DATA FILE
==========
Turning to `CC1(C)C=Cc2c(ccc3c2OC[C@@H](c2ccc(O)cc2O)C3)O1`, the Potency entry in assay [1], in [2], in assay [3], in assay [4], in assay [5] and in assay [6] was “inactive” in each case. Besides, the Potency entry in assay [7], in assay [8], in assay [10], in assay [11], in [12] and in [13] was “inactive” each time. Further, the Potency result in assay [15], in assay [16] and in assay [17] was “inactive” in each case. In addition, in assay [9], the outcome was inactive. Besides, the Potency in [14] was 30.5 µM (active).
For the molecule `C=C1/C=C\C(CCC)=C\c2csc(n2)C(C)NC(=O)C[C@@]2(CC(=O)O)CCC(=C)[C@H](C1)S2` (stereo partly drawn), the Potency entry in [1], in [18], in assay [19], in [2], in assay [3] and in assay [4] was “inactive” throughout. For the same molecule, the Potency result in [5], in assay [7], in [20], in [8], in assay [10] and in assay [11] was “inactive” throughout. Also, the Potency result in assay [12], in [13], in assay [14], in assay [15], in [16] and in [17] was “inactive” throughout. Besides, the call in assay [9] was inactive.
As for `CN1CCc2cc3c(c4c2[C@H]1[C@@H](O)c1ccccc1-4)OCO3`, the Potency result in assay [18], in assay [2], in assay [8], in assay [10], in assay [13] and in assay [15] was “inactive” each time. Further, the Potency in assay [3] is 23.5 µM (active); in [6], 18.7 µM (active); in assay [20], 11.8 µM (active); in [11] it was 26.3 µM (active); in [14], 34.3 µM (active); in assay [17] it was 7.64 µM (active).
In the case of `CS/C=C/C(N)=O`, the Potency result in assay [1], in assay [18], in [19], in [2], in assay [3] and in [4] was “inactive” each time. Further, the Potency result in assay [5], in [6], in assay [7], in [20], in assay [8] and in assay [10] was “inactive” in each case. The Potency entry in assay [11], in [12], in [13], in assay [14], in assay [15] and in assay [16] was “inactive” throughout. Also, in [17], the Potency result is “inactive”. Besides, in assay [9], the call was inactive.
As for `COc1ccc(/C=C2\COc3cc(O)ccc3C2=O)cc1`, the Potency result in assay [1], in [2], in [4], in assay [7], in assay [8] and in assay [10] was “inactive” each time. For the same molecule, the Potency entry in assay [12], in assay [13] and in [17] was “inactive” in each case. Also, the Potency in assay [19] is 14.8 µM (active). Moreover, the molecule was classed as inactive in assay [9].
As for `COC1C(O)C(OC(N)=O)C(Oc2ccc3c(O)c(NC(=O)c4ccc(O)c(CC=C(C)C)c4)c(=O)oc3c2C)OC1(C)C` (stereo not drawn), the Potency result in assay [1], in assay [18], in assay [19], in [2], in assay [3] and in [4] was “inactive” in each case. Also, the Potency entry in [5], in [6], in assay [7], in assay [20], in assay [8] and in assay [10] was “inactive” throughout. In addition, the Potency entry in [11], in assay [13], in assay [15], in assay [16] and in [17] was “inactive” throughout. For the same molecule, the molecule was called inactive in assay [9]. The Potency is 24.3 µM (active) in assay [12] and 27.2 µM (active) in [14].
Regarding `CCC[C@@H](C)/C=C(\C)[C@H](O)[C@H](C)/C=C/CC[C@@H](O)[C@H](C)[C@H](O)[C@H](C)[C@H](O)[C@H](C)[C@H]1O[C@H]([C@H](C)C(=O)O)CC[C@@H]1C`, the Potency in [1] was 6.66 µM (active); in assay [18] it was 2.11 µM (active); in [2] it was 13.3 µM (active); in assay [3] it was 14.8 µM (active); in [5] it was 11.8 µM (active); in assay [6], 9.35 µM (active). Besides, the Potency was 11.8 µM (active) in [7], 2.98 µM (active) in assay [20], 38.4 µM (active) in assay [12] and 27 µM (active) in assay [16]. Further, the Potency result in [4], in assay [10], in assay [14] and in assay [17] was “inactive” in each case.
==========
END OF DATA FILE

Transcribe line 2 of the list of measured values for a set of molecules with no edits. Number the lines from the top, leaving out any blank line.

For the molecule `C=C1/C=C\C(CCC)=C\c2csc(n2)C(C)NC(=O)C[C@@]2(CC(=O)O)CCC(=C)[C@H](C1)S2` (stereo partly drawn), the Potency entry in [1], in [18], in assay [19], in [2], in assay [3] and in assay [4] was “inactive” throughout. For the same molecule, the Potency result in [5], in assay [7], in [20], in [8], in assay [10] and in assay [11] was “inactive” throughout. Also, the Potency result in assay [12], in [13], in assay [14], in assay [15], in [16] and in [17] was “inactive” throughout. Besides, the call in assay [9] was inactive.